Tech soccer committed to service at local elementary school
Sep 06, 2011
Golden Eagle players a weekly presence at
COOKEVILLE, Tenn. — Parkview Elementary School teacher
Lori White knew her second-graders had taken to the Tennessee Tech
soccer players who regularly help out in her classroom when she
began to notice the athletes becoming sought-after lunch
Like most teachers at Parkview, White utilizes the services of
the Golden Eagle soccer players who serve at the school to help her
with making copies, grading papers and organizing her
But she ventures to say that one of the most valuable products
of the student-athletes’ service at the Cookeville elementary
school is less tangible.
“The kids love the soccer girls,” she says.
“They’ll stick around with them at lunchtime and talk
to them, bond with them over lunch.”
While there certainly is nothing out of the ordinary about
collegiate student-athletes performing community service, the
Tennessee Tech soccer team does things a little bit
Since the arrival of second-year head coach Daniel Brizard, the
Golden Eagles have made a special commitment to Parkview. Soccer
players come to the school several times a week during the
preseason, then spend several hours in their assigned classrooms
each week for the remainder of the school year.
Their job is, quite literally, to do anything and everything
asked of them.
“I gave the principal carte blanche on whatever he
needed,” Brizard says of his team’s relationship with
the school. “If they need someone to sweep the hallways,
that’s what we’re there to do, to help this school
In reality, the tasks the student-athletes most regularly
perform range from secretarial duties to helping children on an
individual basis to simply being an ear for a child practicing
The result of a standing commitment from one team to one school
is familiarity, a family-like atmosphere that senior defender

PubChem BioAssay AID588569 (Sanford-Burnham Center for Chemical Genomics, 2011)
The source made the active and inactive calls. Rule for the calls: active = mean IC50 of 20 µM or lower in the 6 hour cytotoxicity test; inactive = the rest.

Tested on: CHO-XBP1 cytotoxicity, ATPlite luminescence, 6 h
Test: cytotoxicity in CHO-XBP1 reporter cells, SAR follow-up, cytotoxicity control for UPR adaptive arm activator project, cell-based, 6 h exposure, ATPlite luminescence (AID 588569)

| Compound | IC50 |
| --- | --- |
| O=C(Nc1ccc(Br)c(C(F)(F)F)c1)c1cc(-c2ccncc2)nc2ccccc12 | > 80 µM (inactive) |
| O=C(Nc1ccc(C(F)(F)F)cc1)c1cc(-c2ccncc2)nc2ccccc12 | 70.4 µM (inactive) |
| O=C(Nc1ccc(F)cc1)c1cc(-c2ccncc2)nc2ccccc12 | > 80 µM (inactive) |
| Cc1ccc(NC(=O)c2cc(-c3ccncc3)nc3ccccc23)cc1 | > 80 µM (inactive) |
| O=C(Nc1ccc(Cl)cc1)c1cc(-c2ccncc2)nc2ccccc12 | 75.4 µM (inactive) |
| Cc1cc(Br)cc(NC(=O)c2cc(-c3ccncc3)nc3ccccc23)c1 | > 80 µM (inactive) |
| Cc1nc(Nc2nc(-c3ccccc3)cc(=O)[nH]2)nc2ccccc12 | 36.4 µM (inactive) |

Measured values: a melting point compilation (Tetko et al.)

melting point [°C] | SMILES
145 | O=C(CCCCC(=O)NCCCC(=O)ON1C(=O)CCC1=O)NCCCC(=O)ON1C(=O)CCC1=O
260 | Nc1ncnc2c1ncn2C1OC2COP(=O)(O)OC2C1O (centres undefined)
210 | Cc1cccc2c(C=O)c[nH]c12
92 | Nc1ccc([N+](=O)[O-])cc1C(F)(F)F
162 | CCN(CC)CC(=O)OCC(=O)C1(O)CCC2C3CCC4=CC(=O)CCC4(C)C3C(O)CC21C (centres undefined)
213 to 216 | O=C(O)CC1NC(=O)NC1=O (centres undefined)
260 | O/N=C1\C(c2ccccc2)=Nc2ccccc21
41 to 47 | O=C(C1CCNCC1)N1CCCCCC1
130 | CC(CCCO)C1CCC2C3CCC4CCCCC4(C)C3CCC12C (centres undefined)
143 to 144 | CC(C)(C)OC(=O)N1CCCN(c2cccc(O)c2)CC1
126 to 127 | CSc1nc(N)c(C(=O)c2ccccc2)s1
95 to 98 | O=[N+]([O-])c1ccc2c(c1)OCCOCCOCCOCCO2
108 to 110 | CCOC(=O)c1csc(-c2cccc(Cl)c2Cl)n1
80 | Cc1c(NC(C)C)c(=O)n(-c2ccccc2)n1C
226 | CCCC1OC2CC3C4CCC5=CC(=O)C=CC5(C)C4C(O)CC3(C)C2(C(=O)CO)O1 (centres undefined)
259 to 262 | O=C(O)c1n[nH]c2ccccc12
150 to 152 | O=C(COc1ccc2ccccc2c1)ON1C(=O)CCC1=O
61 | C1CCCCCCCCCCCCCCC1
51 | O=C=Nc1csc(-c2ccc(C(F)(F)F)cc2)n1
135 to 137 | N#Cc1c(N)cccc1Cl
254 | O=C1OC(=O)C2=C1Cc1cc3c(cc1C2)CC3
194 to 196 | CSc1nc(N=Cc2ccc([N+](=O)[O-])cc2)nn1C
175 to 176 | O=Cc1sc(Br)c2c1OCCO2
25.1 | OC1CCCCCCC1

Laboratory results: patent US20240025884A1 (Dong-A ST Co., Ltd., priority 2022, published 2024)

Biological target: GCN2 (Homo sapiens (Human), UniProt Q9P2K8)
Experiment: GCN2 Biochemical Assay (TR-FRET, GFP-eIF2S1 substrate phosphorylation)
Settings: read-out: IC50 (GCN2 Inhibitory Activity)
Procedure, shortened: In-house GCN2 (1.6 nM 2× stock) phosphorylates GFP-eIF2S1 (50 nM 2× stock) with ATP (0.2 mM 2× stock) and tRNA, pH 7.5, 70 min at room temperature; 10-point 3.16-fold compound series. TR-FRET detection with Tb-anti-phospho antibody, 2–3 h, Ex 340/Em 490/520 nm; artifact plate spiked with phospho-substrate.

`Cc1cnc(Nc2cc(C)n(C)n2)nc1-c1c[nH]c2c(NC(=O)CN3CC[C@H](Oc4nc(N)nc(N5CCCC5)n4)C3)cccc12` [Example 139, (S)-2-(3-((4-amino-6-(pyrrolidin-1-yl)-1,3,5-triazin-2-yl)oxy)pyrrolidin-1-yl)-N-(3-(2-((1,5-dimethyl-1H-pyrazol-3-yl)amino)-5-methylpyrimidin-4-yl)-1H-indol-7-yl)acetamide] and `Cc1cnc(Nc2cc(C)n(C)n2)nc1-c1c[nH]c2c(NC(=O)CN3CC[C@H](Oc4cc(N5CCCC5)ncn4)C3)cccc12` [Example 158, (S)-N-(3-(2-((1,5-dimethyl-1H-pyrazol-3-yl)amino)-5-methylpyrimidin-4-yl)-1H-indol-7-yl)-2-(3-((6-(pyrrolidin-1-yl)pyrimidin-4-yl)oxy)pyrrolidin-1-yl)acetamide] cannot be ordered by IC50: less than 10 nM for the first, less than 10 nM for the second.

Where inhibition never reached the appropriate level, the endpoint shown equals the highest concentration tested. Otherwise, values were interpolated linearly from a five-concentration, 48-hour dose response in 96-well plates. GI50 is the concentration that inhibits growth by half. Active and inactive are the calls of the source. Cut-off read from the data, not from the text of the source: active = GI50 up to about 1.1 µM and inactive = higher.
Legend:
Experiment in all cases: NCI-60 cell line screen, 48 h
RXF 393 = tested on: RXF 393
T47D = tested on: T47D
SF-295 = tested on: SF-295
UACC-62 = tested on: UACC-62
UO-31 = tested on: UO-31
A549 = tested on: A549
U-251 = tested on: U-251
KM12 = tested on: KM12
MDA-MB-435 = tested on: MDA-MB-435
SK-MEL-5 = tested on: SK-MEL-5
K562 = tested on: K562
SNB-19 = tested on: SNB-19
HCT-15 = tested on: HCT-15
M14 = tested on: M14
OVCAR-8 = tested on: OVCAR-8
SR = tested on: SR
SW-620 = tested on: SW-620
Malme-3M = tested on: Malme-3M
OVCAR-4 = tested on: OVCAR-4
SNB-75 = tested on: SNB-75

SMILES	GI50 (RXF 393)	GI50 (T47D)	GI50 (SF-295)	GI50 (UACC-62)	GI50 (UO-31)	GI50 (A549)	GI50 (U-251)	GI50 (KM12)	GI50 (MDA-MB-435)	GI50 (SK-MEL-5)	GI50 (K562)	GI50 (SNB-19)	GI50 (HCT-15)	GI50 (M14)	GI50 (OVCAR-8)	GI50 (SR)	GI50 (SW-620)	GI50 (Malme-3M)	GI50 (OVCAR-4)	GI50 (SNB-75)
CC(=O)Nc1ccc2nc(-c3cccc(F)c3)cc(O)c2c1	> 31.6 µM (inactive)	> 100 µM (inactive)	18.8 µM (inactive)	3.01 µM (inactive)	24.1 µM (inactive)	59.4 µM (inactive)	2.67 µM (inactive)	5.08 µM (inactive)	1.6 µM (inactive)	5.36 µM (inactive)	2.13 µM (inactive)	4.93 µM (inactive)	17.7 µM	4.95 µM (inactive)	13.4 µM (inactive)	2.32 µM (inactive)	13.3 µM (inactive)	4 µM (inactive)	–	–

Lindsey Reed says is a special one.
“I feel like we make a huge difference,” says Reed.
“The kids are so great to actually know and spend time with.
It’s so helpful to go and be with one classroom and build a
relationship with the kids. I think it’s good for them to see
a role model that is not only playing a sport, but going to school
and getting that degree.”
Though he is responsible for establishing the Tech team’s
relationship with Parkview, Brizard says he can’t take credit
for the idea — he picked it up at a previous coaching stop
and decided to give it a try in Cookeville.
“We used to do this at one of the other schools I was
at,” he says. “I saw such a positive impact in the
community as well as with the teams I had been working for.
We’re fortunate enough to play college soccer and have some
advantages in life, and some kids need a little extra help to see
that they can do these same things our players are
Prior to the start of their own academic year, the team travels
to Parkview as a unit for an introduction and their first service
sessions. When Tech is in session, the players settle into an
individual schedule of when they spend their time at the elementary
Generally, two or three athletes are assigned to a particular
“It has meant a lot to us,” says Parkview principal
Bobby Winningham. “It takes a little of the pressure of the
daily routine away from the teachers, and the girls have been
wonderful in all they’ve done for us. We’ve never had a
group come in and make the kind of commitment to volunteering with
us that they have.”
Each athlete has her own individual Parkview experience. For
example, Reed spent most of the 2010-11 year working with
preschoolers, spending most of her time in close contact with the
While she enjoyed the experience, she hopes to use her Spanish
knowledge to work with the school’s ESL program this
While the student-athlete’s experiences may differ,
it’s the commitment and continuity they experience in serving
at Parkview that Brizard believes is most valuable.
“A lot of kids can go and read to a school for a
half-hour, and I think that’s a great thing to do,” he
says. “But I think to have an impact in a student’s
life over a long period of time is much more rewarding, not only
for the student or teacher, but for our student-athletes.
“I had some girls who thought they never liked kids, and
they can’t wait to go back every week. The kids look forward
to our girls coming in their class, and that’s a really